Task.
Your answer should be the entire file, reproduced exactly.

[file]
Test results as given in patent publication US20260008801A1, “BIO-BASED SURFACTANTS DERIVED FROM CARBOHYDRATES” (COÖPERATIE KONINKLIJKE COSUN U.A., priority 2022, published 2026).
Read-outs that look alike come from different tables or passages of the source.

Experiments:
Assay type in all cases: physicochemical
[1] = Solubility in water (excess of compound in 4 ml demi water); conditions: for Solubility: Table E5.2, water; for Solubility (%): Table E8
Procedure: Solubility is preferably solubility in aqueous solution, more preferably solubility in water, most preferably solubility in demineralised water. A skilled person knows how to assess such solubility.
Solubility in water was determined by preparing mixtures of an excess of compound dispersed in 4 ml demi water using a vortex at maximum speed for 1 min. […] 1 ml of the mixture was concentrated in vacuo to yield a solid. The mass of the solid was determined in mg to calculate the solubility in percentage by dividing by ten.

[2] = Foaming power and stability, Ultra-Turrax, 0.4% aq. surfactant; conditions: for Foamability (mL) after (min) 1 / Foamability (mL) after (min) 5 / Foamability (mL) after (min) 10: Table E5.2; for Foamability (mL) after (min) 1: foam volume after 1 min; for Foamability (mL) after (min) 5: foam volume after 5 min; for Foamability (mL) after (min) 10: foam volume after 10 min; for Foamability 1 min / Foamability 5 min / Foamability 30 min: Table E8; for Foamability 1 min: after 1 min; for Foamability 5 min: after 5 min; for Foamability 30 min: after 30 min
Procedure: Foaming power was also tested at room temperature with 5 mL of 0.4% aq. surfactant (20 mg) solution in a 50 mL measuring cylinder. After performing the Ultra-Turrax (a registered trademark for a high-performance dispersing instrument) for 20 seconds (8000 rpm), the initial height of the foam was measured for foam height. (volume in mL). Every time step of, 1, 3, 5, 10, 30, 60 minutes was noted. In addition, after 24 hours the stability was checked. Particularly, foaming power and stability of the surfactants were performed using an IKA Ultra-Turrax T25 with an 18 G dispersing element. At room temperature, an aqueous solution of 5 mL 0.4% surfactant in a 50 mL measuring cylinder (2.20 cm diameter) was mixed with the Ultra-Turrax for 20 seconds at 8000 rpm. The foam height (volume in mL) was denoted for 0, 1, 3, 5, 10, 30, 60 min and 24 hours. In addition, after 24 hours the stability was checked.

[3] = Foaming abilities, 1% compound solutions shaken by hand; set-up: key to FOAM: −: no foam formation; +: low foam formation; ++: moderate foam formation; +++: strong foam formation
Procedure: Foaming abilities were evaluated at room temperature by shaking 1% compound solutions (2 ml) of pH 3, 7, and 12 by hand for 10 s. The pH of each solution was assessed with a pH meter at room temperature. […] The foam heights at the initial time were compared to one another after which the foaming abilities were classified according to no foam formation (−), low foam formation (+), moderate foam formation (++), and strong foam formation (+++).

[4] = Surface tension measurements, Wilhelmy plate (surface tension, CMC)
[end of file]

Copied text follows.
Test results as given in patent publication US20260008801A1, “BIO-BASED SURFACTANTS DERIVED FROM CARBOHYDRATES” (COÖPERATIE KONINKLIJKE COSUN U.A., priority 2022, published 2026).
Read-outs that look alike come from different tables or passages of the source.

Experiments:
Assay type in all cases: physicochemical
[1] = Solubility in water (excess of compound in 4 ml demi water); conditions: for Solubility: Table E5.2, water; for Solubility (%): Table E8
Procedure: Solubility is preferably solubility in aqueous solution, more preferably solubility in water, most preferably solubility in demineralised water. A skilled person knows how to assess such solubility.
Solubility in water was determined by preparing mixtures of an excess of compound dispersed in 4 ml demi water using a vortex at maximum speed for 1 min. […] 1 ml of the mixture was concentrated in vacuo to yield a solid. The mass of the solid was determined in mg to calculate the solubility in percentage by dividing by ten.

[2] = Foaming power and stability, Ultra-Turrax, 0.4% aq. surfactant; conditions: for Foamability (mL) after (min) 1 / Foamability (mL) after (min) 5 / Foamability (mL) after (min) 10: Table E5.2; for Foamability (mL) after (min) 1: foam volume after 1 min; for Foamability (mL) after (min) 5: foam volume after 5 min; for Foamability (mL) after (min) 10: foam volume after 10 min; for Foamability 1 min / Foamability 5 min / Foamability 30 min: Table E8; for Foamability 1 min: after 1 min; for Foamability 5 min: after 5 min; for Foamability 30 min: after 30 min
Procedure: Foaming power was also tested at room temperature with 5 mL of 0.4% aq. surfactant (20 mg) solution in a 50 mL measuring cylinder. After performing the Ultra-Turrax (a registered trademark for a high-performance dispersing instrument) for 20 seconds (8000 rpm), the initial height of the foam was measured for foam height. (volume in mL). Every time step of, 1, 3, 5, 10, 30, 60 minutes was noted. In addition, after 24 hours the stability was checked. Particularly, foaming power and stability of the surfactants were performed using an IKA Ultra-Turrax T25 with an 18 G dispersing element. At room temperature, an aqueous solution of 5 mL 0.4% surfactant in a 50 mL measuring cylinder (2.20 cm diameter) was mixed with the Ultra-Turrax for 20 seconds at 8000 rpm. The foam height (volume in mL) was denoted for 0, 1, 3, 5, 10, 30, 60 min and 24 hours. In addition, after 24 hours the stability was checked.

[3] = Foaming abilities, 1% compound solutions shaken by hand; set-up: key to FOAM: −: no foam formation; +: low foam formation; ++: moderate foam formation; +++: strong foam formation
Procedure: Foaming abilities were evaluated at room temperature by shaking 1% compound solutions (2 ml) of pH 3, 7, and 12 by hand for 10 s. The pH of each solution was assessed with a pH meter at room temperature. […] The foam heights at the initial time were compared to one another after which the foaming abilities were classified according to no foam formation (−), low foam formation (+), moderate foam formation (++), and strong foam formation (+++).

[4] = Surface tension measurements, Wilhelmy plate (surface tension, CMC)